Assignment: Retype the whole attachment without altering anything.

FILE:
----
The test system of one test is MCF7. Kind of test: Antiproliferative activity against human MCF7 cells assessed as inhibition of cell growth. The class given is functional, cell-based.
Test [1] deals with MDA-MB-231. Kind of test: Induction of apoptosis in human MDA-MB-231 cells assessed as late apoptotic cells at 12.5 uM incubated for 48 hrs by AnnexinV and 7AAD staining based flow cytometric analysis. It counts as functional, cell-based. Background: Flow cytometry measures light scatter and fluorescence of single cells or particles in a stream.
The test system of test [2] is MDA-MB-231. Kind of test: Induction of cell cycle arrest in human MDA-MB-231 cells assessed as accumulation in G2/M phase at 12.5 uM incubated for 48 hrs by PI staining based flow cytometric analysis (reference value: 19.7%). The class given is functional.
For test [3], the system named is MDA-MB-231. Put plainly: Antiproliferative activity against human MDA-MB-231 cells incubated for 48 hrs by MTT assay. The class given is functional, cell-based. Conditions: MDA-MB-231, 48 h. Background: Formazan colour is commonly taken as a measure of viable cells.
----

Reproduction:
The test system of one test is MCF7. Kind of test: Antiproliferative activity against human MCF7 cells assessed as inhibition of cell growth. The class given is functional, cell-based.
Test [1] deals with MDA-MB-231. Kind of test: Induction of apoptosis in human MDA-MB-231 cells assessed as late apoptotic cells at 12.5 uM incubated for 48 hrs by AnnexinV and 7AAD staining based flow cytometric analysis. It counts as functional, cell-based. Background: Flow cytometry measures light scatter and fluorescence of single cells or particles in a stream.
The test system of test [2] is MDA-MB-231. Kind of test: Induction of cell cycle arrest in human MDA-MB-231 cells assessed as accumulation in G2/M phase at 12.5 uM incubated for 48 hrs by PI staining based flow cytometric analysis (reference value: 19.7%). The class given is functional.
For test [3], the system named is MDA-MB-231. Put plainly: Antiproliferative activity against human MDA-MB-231 cells incubated for 48 hrs by MTT assay. The class given is functional, cell-based. Conditions: MDA-MB-231, 48 h. Background: Formazan colour is commonly taken as a measure of viable cells.